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Pueblo reports first flu hospitalization of season

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PUEBLO, Colo. – Health officials in Pueblo announced the first case of a person being hospitalized with the flu Thursday.

The patient is a middle-aged woman, said Sarah Joseph of the Pueblo city health department.

“This year, people with flu symptoms are getting quite ill, thus it is important to get an annual flu shot to protect yourself from the influenza virus, it is not too late. Vaccine this year is a good match to the flu illness and is available at doctors’ offices, pharmacies and grocery stores around Pueblo,” Dr. Christine Nevin-Woods, the public health director at the Pueblo City-County Health Department said in a news release.

The Center for Disease Control and Prevention estimates 36,000 Americans die from a flu-related illness each year.

If you haven’t received your flu shot yet, the CDC says now is the time to make sure you’re protected. The agency says flu season is ramping up early this year – for the first time in almost a decade.

According to CDC Director Dr. Thomas Frieden, H3N2 is the predominant strain this year. It’s generally associated with a severe flu season. “The strains we are seeing suggest this could be a bad flu year,” Frieden said. “But this year’s vaccine is an excellent match with the influenza that’s circulating.”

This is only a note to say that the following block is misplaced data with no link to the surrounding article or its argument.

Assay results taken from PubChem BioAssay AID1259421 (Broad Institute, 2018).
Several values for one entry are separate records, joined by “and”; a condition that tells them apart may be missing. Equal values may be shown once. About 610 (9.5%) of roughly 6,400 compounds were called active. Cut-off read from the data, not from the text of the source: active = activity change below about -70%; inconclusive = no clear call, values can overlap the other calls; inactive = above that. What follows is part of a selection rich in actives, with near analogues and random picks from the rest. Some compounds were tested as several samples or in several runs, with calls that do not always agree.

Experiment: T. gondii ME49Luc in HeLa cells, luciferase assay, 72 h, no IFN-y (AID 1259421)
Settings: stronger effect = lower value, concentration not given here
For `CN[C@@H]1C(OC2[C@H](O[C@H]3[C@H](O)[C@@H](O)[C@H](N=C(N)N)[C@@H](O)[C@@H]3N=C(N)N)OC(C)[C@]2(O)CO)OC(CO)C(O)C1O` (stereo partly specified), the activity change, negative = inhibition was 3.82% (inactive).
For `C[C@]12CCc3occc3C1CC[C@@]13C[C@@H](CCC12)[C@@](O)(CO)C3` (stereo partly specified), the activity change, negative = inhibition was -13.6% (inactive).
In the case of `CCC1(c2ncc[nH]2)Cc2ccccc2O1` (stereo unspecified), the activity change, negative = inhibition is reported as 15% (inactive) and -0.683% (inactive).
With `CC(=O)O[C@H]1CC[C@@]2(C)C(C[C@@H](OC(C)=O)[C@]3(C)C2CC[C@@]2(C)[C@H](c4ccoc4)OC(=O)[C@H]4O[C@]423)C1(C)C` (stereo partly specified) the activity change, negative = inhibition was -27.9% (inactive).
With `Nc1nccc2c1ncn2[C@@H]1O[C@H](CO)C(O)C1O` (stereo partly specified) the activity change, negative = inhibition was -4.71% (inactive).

Dr. Melinda Wharton, Acting Director of CDC’s National Center for Immunization and Respiratory Diseases, says current activity is highest in the South.

“We’re seeing the highest level in the southeastern and south central region of the United States,” she said. “Five states had high levels: Tennessee, Mississippi, Alabama, Louisiana and Texas. Moderate levels of illness have been recorded in Missouri and Georgia.”

The CDC says about 123 million doses of the vaccine have already been distributed to health care providers, and about 112 million people have already been vaccinated.

Among doctors, nurses and pharmacists, about 80% to 90% have already been vaccinated, Frieden said, along with almost half of all pregnant women. The number of children being vaccinated has also increased. “I encourage everyone 6 months and up to get vaccinated,” Frieden said.

Each year there are approximately 200,000 hospitalizations for flu-related illnesses.

Symptoms of the flu start suddenly and may include:

  • Fever (usually high)
  • Cough and/or sore throat
  • Runny or stuffy nose
  • Headache and/or body aches
  • Tiredness (can be extreme)
  • Chills and fatigue
  • Nausea, vomiting, and/or diarrhea (most common in children)